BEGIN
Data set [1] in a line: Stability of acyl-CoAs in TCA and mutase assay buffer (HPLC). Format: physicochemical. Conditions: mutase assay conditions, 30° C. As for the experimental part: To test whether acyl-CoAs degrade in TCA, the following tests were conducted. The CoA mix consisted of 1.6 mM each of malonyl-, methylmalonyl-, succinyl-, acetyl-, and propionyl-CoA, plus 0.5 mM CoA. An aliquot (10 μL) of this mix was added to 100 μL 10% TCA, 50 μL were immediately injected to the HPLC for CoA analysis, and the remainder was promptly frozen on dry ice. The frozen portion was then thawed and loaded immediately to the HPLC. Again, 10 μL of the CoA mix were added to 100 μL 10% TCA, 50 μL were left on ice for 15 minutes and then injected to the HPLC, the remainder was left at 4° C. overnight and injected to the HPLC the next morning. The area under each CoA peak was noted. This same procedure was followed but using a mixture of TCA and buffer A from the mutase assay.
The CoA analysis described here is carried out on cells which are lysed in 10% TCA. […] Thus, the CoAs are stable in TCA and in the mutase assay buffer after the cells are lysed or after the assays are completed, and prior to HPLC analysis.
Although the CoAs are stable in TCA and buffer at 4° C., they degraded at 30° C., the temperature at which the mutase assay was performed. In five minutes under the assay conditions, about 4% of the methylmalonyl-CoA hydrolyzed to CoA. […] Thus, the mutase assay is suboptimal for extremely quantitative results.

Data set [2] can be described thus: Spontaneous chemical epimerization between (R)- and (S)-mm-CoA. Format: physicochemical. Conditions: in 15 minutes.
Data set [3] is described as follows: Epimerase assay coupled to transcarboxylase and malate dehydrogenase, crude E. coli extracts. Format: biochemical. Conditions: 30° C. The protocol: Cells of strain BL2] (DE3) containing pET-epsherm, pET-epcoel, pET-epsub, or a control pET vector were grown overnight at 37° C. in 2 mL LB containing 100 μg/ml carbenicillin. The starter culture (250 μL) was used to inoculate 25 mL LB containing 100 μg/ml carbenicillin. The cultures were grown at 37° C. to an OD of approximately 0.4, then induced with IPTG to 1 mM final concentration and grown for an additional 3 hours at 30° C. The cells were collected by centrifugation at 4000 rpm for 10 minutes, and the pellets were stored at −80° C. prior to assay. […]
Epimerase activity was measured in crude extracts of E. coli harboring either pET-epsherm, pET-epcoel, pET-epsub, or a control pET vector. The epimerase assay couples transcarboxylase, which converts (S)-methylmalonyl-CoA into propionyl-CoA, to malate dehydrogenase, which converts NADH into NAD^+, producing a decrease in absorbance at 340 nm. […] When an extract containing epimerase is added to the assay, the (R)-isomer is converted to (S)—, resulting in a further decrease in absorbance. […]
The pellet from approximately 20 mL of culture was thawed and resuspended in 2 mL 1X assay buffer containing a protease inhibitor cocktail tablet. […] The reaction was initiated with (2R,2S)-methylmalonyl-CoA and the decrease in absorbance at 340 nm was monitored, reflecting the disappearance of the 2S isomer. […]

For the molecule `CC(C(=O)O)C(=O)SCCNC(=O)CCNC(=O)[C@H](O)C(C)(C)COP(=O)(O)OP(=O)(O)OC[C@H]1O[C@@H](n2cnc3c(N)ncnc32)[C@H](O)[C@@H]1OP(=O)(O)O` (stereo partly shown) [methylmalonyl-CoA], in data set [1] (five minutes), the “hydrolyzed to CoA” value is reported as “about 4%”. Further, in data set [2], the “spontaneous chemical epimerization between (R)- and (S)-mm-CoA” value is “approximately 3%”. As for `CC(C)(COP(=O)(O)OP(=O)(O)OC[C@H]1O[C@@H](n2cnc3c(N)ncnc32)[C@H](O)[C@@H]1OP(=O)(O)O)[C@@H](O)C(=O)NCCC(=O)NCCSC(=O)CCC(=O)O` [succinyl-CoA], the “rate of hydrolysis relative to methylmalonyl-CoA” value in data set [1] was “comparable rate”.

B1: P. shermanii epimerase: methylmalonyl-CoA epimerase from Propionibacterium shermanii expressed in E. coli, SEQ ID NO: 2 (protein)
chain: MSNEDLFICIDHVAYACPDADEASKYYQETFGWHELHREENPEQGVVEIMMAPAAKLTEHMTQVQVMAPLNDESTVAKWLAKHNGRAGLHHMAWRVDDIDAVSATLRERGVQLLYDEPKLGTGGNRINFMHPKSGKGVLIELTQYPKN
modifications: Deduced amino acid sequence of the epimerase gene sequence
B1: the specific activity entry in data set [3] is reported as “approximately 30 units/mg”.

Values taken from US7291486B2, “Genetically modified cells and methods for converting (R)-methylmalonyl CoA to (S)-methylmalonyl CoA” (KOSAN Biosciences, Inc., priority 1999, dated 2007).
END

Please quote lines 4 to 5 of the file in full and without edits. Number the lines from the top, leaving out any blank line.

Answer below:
Data set [2] can be described thus: Spontaneous chemical epimerization between (R)- and (S)-mm-CoA. Format: physicochemical. Conditions: in 15 minutes.
Data set [3] is described as follows: Epimerase assay coupled to transcarboxylase and malate dehydrogenase, crude E. coli extracts. Format: biochemical. Conditions: 30° C. The protocol: Cells of strain BL2] (DE3) containing pET-epsherm, pET-epcoel, pET-epsub, or a control pET vector were grown overnight at 37° C. in 2 mL LB containing 100 μg/ml carbenicillin. The starter culture (250 μL) was used to inoculate 25 mL LB containing 100 μg/ml carbenicillin. The cultures were grown at 37° C. to an OD of approximately 0.4, then induced with IPTG to 1 mM final concentration and grown for an additional 3 hours at 30° C. The cells were collected by centrifugation at 4000 rpm for 10 minutes, and the pellets were stored at −80° C. prior to assay. […]